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GCRTA Considering Fare Reductions, Moving Forward With System Redesign

The Greater Cleveland Regional Transit Authority is recommending reductions in passenger fares as the result of a fare equity study completed last year.

The reductions, which would include lowering the price of adult day passes by 50 cents and senior or disabled day passes by 25 cents, would bring those passes in line with the cost of two trips.

The adult and senior or disability day passes are the most common rider purchases and will have the biggest impact on the public transit system’s bottom line, according to Director of Service Management Joel Freilich.

“Like any kind of price reduction, you always get more annual rides and always get less annual revenue,” Freilich said. “But the main purpose of all of this is equity.”

Reducing those fares is expected to bring in an estimated 270,000 more trips annually, he said, but would cause a $1.3 million drop in revenue.

Two additional passes, the student and paratransit passes, also would have fares reduced to maintain consistency, Freilich said, but would not have much impact on revenue or ridership.

The recommendations also call for a wider availability of single and two-trip passes, Freilich said, which currently are only sold in bulk to specific agencies.

“We would like to eliminate that restriction and allow people to come to our customer service center or whichever grocery store that carries our media is near them, and instead of just saying ‘You can only buy five trips,’ you can buy any number of trips you want,” Freilich said.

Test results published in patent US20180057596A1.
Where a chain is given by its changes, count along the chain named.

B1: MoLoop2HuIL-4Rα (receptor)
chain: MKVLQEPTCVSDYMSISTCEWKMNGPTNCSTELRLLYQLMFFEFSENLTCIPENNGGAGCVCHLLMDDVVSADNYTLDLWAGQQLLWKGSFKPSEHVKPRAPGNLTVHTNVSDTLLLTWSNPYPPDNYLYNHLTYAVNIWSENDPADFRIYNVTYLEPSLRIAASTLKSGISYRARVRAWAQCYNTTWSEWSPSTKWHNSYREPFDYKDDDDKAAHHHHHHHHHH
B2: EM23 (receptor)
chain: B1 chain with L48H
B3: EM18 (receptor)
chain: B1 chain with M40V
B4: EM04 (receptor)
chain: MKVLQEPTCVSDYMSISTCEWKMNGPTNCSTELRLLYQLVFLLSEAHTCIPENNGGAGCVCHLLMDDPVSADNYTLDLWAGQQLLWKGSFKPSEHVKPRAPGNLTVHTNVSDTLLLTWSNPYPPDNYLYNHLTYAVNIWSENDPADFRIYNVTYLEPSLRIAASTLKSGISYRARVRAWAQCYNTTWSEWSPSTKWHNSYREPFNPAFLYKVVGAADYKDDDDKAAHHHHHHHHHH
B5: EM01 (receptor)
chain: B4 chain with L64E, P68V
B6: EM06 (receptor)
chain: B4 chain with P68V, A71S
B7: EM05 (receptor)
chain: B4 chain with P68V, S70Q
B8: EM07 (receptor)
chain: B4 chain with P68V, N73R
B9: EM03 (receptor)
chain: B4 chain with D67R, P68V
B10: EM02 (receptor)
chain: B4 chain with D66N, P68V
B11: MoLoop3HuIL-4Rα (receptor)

If approved by the full board later this month, the changes would go into effect in October.

Frelich also presented an update on GCRTA’s system redesign study, which is heading into a public engagement period.

Findings from that study, presented in December, showed residents favored increased frequency of buses over covering a wider area of the region, but only slightly. Current recommendations aim to improve service times, Freilich said, particularly in areas that have a wait time of more than 30 minutes.

“What we are looking at today are more frequent service all day, more direct service, more opportunities to go more places without needing to transfer, on a single transit vehicle,” Freilich said.

The redesign proposal still needs more input, said RTA Board member Valeria McCall.

“There are some questions in there, on some of those routes, I think you’re going to want opportunity to deeper dive,” McCall said. “I’m sure that the public would want an opportunity to deeper dive.”

The four-week public engagement period will include virtual meetings to discuss the proposed changes, Freilich said. Final results of the study will be presented to the RTA board in December, he said, with rollout of the redesign projected for June 2021.

The board also heard a presentation on GCRTA policing efforts during the pandemic,

The agency has seen a rise in the homeless population on its properties, said acting GCRTA Police Chief Michael Gettings, from 160 people in March to a peak of a peak of nearly 400 in April and May.

“This uptick was really due to the fact that many of the homeless shelters were not taking the same capacity that they were pre-COVID,” Gettings said. “And also, the homeless individuals would normally have a routine. They would go around the city and go certain places to plug their phones in and eat lunch. Those places shut down during COVID.”

GCRTA police have been connecting individuals with resources, Gettings said. The number of homelessness reports is approaching pre-pandemic levels, he said, with 125 in July.

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